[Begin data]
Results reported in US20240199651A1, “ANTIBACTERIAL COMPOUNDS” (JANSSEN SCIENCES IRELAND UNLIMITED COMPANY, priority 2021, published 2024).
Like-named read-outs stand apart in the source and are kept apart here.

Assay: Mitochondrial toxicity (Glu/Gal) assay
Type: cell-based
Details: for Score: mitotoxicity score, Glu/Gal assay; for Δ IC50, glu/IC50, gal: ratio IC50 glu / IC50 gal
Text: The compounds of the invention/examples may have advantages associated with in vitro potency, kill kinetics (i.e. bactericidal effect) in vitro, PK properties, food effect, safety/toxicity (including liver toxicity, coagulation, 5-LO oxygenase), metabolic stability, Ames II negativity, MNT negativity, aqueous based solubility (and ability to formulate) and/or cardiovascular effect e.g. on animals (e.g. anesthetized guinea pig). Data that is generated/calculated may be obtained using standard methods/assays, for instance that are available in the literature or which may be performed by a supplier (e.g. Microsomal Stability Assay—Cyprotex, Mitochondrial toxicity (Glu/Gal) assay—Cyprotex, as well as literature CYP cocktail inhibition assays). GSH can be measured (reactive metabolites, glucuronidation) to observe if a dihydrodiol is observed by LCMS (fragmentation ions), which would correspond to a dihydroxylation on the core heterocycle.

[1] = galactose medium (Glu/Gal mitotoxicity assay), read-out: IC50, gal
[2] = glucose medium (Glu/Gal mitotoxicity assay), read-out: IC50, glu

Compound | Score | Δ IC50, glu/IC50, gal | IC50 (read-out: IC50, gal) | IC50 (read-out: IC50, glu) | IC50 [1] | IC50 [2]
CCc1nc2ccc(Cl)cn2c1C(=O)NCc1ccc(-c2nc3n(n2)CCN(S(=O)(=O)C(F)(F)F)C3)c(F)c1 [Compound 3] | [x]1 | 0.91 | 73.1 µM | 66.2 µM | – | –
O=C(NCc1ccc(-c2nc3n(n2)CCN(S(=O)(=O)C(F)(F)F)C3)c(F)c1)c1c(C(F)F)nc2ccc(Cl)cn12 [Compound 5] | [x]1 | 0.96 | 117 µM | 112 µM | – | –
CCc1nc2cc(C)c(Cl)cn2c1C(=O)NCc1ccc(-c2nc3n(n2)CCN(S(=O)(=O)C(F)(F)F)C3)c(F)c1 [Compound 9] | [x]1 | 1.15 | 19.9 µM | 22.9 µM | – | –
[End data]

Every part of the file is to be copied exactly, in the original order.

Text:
Results reported in US20240199651A1, “ANTIBACTERIAL COMPOUNDS” (JANSSEN SCIENCES IRELAND UNLIMITED COMPANY, priority 2021, published 2024).
Like-named read-outs stand apart in the source and are kept apart here.

Assay: Mitochondrial toxicity (Glu/Gal) assay
Type: cell-based
Details: for Score: mitotoxicity score, Glu/Gal assay; for Δ IC50, glu/IC50, gal: ratio IC50 glu / IC50 gal
Text: The compounds of the invention/examples may have advantages associated with in vitro potency, kill kinetics (i.e. bactericidal effect) in vitro, PK properties, food effect, safety/toxicity (including liver toxicity, coagulation, 5-LO oxygenase), metabolic stability, Ames II negativity, MNT negativity, aqueous based solubility (and ability to formulate) and/or cardiovascular effect e.g. on animals (e.g. anesthetized guinea pig). Data that is generated/calculated may be obtained using standard methods/assays, for instance that are available in the literature or which may be performed by a supplier (e.g. Microsomal Stability Assay—Cyprotex, Mitochondrial toxicity (Glu/Gal) assay—Cyprotex, as well as literature CYP cocktail inhibition assays). GSH can be measured (reactive metabolites, glucuronidation) to observe if a dihydrodiol is observed by LCMS (fragmentation ions), which would correspond to a dihydroxylation on the core heterocycle.

[1] = galactose medium (Glu/Gal mitotoxicity assay), read-out: IC50, gal
[2] = glucose medium (Glu/Gal mitotoxicity assay), read-out: IC50, glu

Compound | Score | Δ IC50, glu/IC50, gal | IC50 (read-out: IC50, gal) | IC50 (read-out: IC50, glu) | IC50 [1] | IC50 [2]
CCc1nc2ccc(Cl)cn2c1C(=O)NCc1ccc(-c2nc3n(n2)CCN(S(=O)(=O)C(F)(F)F)C3)c(F)c1 [Compound 3] | [x]1 | 0.91 | 73.1 µM | 66.2 µM | – | –
O=C(NCc1ccc(-c2nc3n(n2)CCN(S(=O)(=O)C(F)(F)F)C3)c(F)c1)c1c(C(F)F)nc2ccc(Cl)cn12 [Compound 5] | [x]1 | 0.96 | 117 µM | 112 µM | – | –
CCc1nc2cc(C)c(Cl)cn2c1C(=O)NCc1ccc(-c2nc3n(n2)CCN(S(=O)(=O)C(F)(F)F)C3)c(F)c1 [Compound 9] | [x]1 | 1.15 | 19.9 µM | 22.9 µM | – | –